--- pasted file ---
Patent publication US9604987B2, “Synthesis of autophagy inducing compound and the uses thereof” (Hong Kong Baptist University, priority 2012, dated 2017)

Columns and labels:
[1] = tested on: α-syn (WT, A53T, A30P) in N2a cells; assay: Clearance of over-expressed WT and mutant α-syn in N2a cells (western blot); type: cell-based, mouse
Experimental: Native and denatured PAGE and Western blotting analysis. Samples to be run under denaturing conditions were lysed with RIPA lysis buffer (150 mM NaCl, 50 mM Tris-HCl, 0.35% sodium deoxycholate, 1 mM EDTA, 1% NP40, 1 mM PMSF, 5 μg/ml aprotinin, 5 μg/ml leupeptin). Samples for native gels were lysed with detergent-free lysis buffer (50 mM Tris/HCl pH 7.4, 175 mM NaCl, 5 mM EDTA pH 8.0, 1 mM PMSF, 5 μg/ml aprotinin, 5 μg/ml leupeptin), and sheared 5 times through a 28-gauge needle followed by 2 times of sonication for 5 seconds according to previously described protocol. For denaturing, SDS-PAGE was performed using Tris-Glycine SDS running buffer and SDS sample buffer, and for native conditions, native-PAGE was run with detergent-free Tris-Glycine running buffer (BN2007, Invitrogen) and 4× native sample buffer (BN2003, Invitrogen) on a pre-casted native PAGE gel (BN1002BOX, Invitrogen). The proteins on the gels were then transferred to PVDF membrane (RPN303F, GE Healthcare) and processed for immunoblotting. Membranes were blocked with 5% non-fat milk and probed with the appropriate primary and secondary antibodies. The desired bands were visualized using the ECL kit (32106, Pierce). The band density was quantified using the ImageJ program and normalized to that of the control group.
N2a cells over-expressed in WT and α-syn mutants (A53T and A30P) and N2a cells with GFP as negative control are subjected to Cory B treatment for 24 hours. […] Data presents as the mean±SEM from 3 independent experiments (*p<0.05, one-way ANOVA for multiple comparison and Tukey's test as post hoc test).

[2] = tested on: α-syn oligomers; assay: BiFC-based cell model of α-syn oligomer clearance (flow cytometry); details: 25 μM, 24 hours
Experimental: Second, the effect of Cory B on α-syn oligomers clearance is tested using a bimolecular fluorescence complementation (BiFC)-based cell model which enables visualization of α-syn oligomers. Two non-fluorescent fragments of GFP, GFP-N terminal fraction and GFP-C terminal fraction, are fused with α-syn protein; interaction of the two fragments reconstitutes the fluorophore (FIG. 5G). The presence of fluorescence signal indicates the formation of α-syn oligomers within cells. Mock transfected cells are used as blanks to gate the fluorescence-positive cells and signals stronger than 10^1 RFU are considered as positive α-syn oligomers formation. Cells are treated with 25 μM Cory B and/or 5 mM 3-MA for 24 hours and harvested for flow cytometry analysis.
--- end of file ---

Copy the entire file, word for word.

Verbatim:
Patent publication US9604987B2, “Synthesis of autophagy inducing compound and the uses thereof” (Hong Kong Baptist University, priority 2012, dated 2017)

Columns and labels:
[1] = tested on: α-syn (WT, A53T, A30P) in N2a cells; assay: Clearance of over-expressed WT and mutant α-syn in N2a cells (western blot); type: cell-based, mouse
Experimental: Native and denatured PAGE and Western blotting analysis. Samples to be run under denaturing conditions were lysed with RIPA lysis buffer (150 mM NaCl, 50 mM Tris-HCl, 0.35% sodium deoxycholate, 1 mM EDTA, 1% NP40, 1 mM PMSF, 5 μg/ml aprotinin, 5 μg/ml leupeptin). Samples for native gels were lysed with detergent-free lysis buffer (50 mM Tris/HCl pH 7.4, 175 mM NaCl, 5 mM EDTA pH 8.0, 1 mM PMSF, 5 μg/ml aprotinin, 5 μg/ml leupeptin), and sheared 5 times through a 28-gauge needle followed by 2 times of sonication for 5 seconds according to previously described protocol. For denaturing, SDS-PAGE was performed using Tris-Glycine SDS running buffer and SDS sample buffer, and for native conditions, native-PAGE was run with detergent-free Tris-Glycine running buffer (BN2007, Invitrogen) and 4× native sample buffer (BN2003, Invitrogen) on a pre-casted native PAGE gel (BN1002BOX, Invitrogen). The proteins on the gels were then transferred to PVDF membrane (RPN303F, GE Healthcare) and processed for immunoblotting. Membranes were blocked with 5% non-fat milk and probed with the appropriate primary and secondary antibodies. The desired bands were visualized using the ECL kit (32106, Pierce). The band density was quantified using the ImageJ program and normalized to that of the control group.
N2a cells over-expressed in WT and α-syn mutants (A53T and A30P) and N2a cells with GFP as negative control are subjected to Cory B treatment for 24 hours. […] Data presents as the mean±SEM from 3 independent experiments (*p<0.05, one-way ANOVA for multiple comparison and Tukey's test as post hoc test).

[2] = tested on: α-syn oligomers; assay: BiFC-based cell model of α-syn oligomer clearance (flow cytometry); details: 25 μM, 24 hours
Experimental: Second, the effect of Cory B on α-syn oligomers clearance is tested using a bimolecular fluorescence complementation (BiFC)-based cell model which enables visualization of α-syn oligomers. Two non-fluorescent fragments of GFP, GFP-N terminal fraction and GFP-C terminal fraction, are fused with α-syn protein; interaction of the two fragments reconstitutes the fluorophore (FIG. 5G). The presence of fluorescence signal indicates the formation of α-syn oligomers within cells. Mock transfected cells are used as blanks to gate the fluorescence-positive cells and signals stronger than 10^1 RFU are considered as positive α-syn oligomers formation. Cells are treated with 25 μM Cory B and/or 5 mM 3-MA for 24 hours and harvested for flow cytometry analysis.